Emerging sciences such as nutrigenomics, and exposomics are delving deeply in the subject of how the environment and the partial introduction of it in our body in the form of food, air, water can influence cells to activate definite functions. It is obvious that certain diet types trigger inflammation genes, and others switch them on. Investigation on which molecules trigger deeper processes such as regeneration, growth, apoptosis are also investigated. Oxidation is part of the equation of disease therefore all the practices and diet types that integrate the notion of antioxidant therapy are in fact anti-aging medicines. The process of glycation is another interesting topic that requires direct reference especially when revisiting our modern diet types rich in glucose derivatives and poor in fibers.
Exposomics

Geomedicine

GeoMedicine3
Any organism requires a specific environment to survive or thrive. The expression of genes is triggered and associated with specific physical and biochemical stimuli. Temperature can be a trigger for functions that when decoded by genes will activate thermogenesis or heat dispersal. The function of skin pigments such as melanin also depends on how the environment, spanning generations, acted as a master control for genes that needed to adapt and produce more dark skin pigment when living at locations that induced more sun exposure.
Even living most of the day indoors or outdoors, or being part of a great family or living alone can trigger definite functions, such as oxytocin release, which may reduce anxiety and increase trust. Even your natural talents and career choices may influence certain genes to express and others to remain unexpressed.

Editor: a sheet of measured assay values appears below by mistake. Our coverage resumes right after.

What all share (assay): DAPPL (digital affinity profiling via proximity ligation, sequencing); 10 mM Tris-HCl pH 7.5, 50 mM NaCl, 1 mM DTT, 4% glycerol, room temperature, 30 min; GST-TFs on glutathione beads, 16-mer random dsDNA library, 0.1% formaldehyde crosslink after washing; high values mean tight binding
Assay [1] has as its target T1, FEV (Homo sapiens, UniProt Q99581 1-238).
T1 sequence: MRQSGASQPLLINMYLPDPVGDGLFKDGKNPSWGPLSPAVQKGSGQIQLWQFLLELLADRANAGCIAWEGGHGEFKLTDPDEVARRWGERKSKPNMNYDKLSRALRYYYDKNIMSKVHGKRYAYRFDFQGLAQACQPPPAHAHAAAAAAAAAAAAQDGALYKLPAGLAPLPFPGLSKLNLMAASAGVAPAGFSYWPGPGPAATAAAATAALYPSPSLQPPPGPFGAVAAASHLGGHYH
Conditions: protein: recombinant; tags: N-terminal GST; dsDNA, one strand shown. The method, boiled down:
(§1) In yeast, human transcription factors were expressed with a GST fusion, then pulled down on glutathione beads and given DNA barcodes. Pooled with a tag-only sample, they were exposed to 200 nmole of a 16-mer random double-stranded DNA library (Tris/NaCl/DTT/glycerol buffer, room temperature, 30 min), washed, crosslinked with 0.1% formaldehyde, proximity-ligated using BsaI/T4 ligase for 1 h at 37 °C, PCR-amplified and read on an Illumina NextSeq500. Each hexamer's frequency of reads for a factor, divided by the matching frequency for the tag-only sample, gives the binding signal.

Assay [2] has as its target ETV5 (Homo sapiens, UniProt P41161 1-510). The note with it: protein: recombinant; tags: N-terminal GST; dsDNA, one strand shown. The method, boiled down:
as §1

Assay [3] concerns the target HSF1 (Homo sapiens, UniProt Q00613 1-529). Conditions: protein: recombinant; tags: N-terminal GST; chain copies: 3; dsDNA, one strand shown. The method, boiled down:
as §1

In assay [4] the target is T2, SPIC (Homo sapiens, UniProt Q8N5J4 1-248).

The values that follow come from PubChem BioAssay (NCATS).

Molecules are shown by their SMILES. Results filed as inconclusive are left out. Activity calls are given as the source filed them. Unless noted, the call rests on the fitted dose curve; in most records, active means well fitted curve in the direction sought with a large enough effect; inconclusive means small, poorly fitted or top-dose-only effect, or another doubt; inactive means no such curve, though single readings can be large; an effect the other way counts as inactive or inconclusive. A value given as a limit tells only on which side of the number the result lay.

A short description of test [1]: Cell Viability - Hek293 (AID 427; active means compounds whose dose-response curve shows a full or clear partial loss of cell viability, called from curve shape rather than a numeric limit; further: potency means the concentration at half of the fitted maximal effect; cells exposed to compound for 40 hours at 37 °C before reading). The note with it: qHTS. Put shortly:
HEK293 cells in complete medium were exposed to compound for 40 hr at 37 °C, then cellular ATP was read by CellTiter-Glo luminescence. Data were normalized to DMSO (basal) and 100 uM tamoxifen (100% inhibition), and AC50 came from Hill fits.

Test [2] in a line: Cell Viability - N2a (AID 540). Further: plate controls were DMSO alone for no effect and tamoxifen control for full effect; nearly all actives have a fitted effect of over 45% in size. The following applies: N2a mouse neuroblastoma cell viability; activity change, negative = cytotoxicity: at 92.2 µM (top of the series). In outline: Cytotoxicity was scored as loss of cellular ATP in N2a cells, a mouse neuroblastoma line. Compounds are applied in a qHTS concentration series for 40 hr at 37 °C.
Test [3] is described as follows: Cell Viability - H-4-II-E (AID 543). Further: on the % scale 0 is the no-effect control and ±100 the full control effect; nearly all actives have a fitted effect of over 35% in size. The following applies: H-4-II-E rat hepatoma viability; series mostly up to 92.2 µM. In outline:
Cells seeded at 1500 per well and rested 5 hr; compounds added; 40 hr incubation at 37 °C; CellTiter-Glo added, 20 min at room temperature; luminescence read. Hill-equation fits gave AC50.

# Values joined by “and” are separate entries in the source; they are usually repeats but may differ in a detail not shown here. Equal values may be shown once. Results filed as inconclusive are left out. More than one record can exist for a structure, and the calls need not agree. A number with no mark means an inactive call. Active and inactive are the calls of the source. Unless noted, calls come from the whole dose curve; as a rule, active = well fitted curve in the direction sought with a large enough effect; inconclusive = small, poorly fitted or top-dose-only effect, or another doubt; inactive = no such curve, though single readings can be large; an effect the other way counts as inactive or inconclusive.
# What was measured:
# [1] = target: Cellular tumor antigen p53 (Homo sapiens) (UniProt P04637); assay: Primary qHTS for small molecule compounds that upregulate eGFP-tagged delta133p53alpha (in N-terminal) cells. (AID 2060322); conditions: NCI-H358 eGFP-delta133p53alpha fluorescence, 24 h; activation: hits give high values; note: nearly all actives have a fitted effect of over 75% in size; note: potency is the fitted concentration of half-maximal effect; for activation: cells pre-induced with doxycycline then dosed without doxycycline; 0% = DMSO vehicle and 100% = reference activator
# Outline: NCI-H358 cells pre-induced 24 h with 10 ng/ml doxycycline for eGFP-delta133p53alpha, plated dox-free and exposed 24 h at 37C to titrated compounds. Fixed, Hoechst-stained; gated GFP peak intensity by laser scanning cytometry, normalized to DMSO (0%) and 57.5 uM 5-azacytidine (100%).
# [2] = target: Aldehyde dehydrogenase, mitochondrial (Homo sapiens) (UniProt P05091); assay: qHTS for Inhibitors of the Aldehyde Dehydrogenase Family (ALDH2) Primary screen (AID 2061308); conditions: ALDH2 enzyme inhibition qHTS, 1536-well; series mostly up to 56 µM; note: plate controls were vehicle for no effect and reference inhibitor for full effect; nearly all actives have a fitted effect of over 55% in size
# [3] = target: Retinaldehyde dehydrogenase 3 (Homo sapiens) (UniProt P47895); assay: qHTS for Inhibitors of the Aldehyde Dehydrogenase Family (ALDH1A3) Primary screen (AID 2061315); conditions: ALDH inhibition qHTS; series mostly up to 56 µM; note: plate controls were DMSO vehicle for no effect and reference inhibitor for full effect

Molecular Biology

Any organism requires a specific environment to survive or thrive. The expression of genes is triggered and associated with specific physical and biochemical stimuli. Temperature can be a trigger for functions that when decoded by genes will activate thermogenesis or heat dispersal. The function of skin pigments such as melanin also depends on how the environment, spanning generations, acted as a master control for genes that needed to adapt and produce more dark skin pigment when living at locations that induced more sun exposure.
Even living most of the day indoors or outdoors, or being part of a great family or living alone can trigger definite functions, such as oxytocin release, which may reduce anxiety and increase trust. Even your natural talents and career choices may influence certain genes to express and others to remain unexpressed.
Neural network

Chronobiology

Circadian RHythm
“Chrono” means time and “Biology” means the study of life. Chronobiology creates a lifestyle according to specific changes which are innate in your body. This means we have an internal clock and this internal clock determines the production of hormones and, when coupled with exposure to light, it creates photoperiodism. The earth rotates so there is sun at midday and when the sun goes down at 6 o’clock for example, there is no more thermal emission, no more ultra violet and, so on. The rhythms are all driven by the fact that we are living on a sphere that rotates, and we have an internal adaptation system – our circadian clock – to try to adapt to these rhythms. The adaptation mechanism in our hypothalamus tries to predict and adapt the temporal rhythms, daily, weekly, seasonally, annually and so on, and coordinates all of our instinctual body clocks.